UP Biotechnology Students at John Innes Centre

Posted on June 22, 2011

These visits are sponsored by an award from the British Council through its Education Partnerships in Africa (EPA) programme. The objective has been to develop a training programme that would introduce biotechnology students in South Africa to concepts and working practices that they will need in order to make the transition from the university environment to the world of industry.

This type of programme is designed to help fill an “innovation chasm” of the sort identified by Dr Blessed Okole of South Africa’s Technology Innovation Agency, on a Nature Network blog, which drew praise from Nature’s editor Andrew Marshall.

The students are working in prominent biotechnology laboratories at JIC. Priyen Pillay is working with Prof George Lomonossoff on the production of antigenic viral proteins in plants, using a transient protein expression system recently developed at JIC. Rynhard Smit is working with Dr Michael McArthur on the effects of nucleoid structure on the regulation of secondary metabolism in the antibiotic-producing micro-organism Streptomyces coelicolor. Stefan van Wyk is working on fungal disease resistance with Dr Lesley Boyd characterising a defence-related gene, RNR8, in wheat.

“The JIC is renowned for the research that it delivers, and I have enjoyed the research culture and the atmosphere,” said Stefan van Wyk. “It has been a real learning curve for me, learning expertise that we can’t really do back home. I will take back the lessons and experience I have learned, especially from the Personal and Professional Development courses. We don’t have similar programmes at post-graduate level back in South Africa but they are definitely important for improving yourself.”

Rynhard Smit is gaining valuable experience working with Dr Michael McArthur, who has set up a spin-out company based on his research at the JIC. “It’s been amazing to have this opportunity to develop my research skills as well as skills that are needed in the business world, said Rynhard.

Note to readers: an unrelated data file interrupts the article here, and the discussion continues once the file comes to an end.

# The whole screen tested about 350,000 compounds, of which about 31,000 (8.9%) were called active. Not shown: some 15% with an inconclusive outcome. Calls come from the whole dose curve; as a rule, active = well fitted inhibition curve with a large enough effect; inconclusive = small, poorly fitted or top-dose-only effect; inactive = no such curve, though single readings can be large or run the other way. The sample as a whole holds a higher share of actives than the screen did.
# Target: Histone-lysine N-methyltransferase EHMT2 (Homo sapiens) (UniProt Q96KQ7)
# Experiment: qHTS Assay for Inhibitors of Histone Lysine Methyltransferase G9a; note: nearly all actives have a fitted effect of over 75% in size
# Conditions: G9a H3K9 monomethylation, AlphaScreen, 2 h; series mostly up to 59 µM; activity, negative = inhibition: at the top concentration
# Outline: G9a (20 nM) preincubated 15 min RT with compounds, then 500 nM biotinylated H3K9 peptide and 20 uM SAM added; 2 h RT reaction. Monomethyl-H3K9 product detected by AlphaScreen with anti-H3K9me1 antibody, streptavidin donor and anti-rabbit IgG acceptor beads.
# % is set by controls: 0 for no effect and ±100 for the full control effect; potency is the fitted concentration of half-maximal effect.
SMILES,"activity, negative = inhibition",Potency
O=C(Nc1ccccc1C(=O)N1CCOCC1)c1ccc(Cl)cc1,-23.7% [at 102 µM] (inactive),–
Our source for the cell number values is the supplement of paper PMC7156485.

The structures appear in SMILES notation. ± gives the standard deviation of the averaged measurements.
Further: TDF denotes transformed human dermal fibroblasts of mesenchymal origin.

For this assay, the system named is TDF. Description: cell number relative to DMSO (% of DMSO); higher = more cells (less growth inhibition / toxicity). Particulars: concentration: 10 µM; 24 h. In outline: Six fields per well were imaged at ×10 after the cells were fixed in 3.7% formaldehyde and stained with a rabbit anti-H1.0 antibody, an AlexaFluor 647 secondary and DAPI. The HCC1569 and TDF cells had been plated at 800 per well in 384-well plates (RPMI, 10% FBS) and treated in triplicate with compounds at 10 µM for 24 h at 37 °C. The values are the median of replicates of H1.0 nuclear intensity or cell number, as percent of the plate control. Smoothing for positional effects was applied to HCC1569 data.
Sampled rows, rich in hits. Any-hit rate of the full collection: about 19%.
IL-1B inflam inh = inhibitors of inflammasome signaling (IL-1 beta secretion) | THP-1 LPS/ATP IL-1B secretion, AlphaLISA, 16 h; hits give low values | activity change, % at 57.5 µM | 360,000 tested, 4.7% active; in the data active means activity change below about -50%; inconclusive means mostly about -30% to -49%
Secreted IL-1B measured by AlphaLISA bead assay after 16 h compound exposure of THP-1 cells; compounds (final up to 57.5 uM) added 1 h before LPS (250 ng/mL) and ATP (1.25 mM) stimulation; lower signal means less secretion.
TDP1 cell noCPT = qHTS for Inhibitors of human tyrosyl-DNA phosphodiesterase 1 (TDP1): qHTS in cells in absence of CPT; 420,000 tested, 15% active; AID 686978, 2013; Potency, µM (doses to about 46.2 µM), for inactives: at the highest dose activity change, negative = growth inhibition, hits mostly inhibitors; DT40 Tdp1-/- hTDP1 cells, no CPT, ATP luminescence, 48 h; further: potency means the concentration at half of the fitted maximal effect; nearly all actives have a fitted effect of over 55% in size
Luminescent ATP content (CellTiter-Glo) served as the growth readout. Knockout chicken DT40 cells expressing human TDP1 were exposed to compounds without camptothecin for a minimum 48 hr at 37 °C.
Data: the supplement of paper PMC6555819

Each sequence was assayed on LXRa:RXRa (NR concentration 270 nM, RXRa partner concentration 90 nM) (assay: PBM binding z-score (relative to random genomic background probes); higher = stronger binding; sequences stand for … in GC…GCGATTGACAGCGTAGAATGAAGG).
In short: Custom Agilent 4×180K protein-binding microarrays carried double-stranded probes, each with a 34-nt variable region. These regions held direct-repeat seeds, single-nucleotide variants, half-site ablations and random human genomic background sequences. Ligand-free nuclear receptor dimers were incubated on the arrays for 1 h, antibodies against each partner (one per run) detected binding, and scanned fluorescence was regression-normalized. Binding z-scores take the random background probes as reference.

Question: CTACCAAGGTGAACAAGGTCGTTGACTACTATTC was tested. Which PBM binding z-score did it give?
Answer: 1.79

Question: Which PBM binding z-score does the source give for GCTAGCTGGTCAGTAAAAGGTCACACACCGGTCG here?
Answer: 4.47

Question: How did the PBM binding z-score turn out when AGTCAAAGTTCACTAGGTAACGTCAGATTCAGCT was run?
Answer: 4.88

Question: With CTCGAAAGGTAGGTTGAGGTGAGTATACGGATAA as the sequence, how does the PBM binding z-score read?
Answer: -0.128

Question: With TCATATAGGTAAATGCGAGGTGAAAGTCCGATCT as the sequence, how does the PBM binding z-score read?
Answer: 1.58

“Working with Michael has allowed me to experience what it takes to go from the academic environment to working with industry, which is what I hope to achieve eventually. In South Africa the gap between industry and academia is too big, which requires certain stepping stones to be put in place to aid the crossover into commercial research and development with much more ease and success.”

Priyen Pillay, who has just started his PhD at the University of Pretoria, said “I like the capacity that you get, such as the links with the University of East Anglia and the links with industry. These are inadequate back in Africa, there is a bit of a gap in the transfer of knowledge and also the development of the skills that you can use in the workplace.”

Previously, in November 2010, these three students were involved in the first-ever Biotechnology Entrepreneurship Workshop that was held at the University of Pretoria. Four scientists from JIC also took part in this workshop in order to act as mentors and to share their experience of the UK Biotechnology YES programme with the student group in South Africa.

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